Nancy @ The Avid Reader

    My Top Ten

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    1. Yes, To Kill a Mockingbird is a great book (and movie).

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  3. Great list - I've read all but one of these, and I can testify that they're wonderful books. I doubt any of them will be forgotten. Thanks for sharing!

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    1. haha perhaps not, but I'd definitely want to ensure that they don't get forgotten. Thanks!

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  4. Okay, so there are quite a few in this list (about half) that I haven't gotten to yet despite them being on my tbr list FOREVER and I am quite ashamed about that. So it's definitely good to get a reminder so that I can keep in mind all the great books I am missing out on. Especially The Giver, good grief. In my defence, my class was pretty much the only class who wasn't made to read that one in school so that's why I never got around to reading it when everyone else did. And I will for sure read Ender's Game before the movie comes out.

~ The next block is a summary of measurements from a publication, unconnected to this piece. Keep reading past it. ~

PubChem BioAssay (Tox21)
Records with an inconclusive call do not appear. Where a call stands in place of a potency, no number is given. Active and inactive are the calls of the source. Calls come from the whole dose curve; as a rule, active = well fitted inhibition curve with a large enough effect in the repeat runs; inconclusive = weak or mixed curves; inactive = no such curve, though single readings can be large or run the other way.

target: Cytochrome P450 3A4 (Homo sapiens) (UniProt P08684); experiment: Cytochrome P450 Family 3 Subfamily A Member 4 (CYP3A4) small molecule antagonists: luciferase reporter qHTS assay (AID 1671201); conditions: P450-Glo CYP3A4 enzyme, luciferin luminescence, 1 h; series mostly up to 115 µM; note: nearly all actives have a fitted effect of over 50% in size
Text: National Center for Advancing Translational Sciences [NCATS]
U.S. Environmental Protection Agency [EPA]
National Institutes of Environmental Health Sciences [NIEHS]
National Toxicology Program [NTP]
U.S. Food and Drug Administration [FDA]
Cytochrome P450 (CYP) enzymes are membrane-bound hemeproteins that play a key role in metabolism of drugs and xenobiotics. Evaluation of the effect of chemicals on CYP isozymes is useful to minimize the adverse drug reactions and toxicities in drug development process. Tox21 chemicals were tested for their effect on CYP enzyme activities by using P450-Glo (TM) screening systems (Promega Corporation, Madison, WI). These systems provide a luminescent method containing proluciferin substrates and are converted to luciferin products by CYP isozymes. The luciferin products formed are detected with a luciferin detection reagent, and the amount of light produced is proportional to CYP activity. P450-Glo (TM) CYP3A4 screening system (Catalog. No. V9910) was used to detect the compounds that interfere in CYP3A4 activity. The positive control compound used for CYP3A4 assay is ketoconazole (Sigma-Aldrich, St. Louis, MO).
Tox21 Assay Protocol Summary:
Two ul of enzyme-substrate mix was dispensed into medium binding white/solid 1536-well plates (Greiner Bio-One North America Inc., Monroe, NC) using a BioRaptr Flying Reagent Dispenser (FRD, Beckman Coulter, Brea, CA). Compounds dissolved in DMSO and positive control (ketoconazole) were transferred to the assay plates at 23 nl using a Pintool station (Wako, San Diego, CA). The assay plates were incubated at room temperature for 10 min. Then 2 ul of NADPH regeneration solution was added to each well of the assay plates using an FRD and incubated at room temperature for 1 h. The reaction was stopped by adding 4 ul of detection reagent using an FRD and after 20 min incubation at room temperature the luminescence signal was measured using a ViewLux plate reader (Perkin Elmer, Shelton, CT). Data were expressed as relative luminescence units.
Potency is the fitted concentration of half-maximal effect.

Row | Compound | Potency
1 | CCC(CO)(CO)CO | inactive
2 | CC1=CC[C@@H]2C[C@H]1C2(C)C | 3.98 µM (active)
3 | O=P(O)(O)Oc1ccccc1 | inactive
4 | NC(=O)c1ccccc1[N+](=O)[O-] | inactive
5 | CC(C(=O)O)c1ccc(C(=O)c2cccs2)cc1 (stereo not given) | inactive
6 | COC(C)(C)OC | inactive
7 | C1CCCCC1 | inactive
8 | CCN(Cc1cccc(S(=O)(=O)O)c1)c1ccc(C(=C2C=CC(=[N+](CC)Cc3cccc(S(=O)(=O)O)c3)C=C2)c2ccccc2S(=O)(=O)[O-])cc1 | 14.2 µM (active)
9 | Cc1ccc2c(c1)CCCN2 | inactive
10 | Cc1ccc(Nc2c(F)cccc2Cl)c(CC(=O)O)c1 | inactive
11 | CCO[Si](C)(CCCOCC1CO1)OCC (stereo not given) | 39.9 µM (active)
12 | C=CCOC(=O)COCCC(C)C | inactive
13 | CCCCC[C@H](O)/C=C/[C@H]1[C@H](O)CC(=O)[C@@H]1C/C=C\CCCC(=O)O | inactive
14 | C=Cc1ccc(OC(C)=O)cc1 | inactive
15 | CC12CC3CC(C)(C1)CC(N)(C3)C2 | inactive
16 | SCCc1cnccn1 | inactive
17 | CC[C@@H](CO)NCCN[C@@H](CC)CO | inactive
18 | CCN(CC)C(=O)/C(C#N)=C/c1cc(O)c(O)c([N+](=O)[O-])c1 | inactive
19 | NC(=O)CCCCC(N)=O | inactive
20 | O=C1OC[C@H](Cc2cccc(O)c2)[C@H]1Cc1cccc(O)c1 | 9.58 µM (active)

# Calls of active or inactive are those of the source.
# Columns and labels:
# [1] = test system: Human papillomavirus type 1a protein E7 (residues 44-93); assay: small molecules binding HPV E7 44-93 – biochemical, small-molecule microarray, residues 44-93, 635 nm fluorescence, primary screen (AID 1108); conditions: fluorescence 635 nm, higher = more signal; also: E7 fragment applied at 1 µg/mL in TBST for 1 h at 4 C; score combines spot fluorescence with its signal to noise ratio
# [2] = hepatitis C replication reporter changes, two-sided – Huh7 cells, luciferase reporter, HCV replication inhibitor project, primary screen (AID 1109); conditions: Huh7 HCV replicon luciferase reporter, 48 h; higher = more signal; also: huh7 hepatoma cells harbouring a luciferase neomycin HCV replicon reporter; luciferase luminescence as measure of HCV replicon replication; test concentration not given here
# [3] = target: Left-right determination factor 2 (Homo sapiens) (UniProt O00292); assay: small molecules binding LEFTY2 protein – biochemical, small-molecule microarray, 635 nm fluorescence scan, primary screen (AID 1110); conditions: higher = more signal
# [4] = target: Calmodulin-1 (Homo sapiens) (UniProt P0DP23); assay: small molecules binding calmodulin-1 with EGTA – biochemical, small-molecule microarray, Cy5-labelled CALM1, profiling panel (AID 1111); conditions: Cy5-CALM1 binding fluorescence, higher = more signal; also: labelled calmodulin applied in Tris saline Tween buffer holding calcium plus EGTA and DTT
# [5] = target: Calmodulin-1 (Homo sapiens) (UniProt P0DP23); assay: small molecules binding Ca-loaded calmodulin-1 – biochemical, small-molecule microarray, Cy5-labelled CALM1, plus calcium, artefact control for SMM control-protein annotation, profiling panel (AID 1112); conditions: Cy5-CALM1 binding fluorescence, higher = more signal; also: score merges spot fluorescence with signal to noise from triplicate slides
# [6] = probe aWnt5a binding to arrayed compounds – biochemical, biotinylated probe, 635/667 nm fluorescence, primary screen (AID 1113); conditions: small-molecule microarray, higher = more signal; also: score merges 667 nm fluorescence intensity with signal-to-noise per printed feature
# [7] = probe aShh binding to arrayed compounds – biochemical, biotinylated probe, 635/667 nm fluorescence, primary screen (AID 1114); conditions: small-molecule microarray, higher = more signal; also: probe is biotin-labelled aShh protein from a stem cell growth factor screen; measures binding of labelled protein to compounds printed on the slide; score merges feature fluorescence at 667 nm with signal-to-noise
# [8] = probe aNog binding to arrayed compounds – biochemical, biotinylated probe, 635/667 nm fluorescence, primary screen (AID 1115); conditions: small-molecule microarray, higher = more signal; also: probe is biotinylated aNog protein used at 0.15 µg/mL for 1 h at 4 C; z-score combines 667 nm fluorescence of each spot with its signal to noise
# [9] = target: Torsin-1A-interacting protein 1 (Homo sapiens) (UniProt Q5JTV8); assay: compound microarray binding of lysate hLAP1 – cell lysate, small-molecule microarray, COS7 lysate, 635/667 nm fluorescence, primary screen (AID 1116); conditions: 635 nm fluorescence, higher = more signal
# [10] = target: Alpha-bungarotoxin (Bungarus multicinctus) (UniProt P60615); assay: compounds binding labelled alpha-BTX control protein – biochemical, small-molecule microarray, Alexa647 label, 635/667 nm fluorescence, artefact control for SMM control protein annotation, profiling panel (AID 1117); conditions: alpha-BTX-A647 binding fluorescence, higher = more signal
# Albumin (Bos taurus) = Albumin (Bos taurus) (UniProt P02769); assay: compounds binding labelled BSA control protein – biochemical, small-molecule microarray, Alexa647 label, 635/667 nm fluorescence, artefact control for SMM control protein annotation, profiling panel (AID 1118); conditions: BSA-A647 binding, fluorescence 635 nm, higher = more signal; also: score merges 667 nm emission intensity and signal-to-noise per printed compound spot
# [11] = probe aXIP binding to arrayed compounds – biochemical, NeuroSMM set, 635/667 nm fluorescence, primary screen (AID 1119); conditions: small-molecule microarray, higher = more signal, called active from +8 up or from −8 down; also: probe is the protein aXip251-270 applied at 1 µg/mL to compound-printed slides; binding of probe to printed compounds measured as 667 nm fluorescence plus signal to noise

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    1. Aw I'm sure you can get to them all! I don't know which ones you're missing, but I would recommend starting with The Giver regardless. That and The House of the Scorpion are some of my favorite YA "classics." And yes! I just hope the movie of Ender's Game does justice to the book.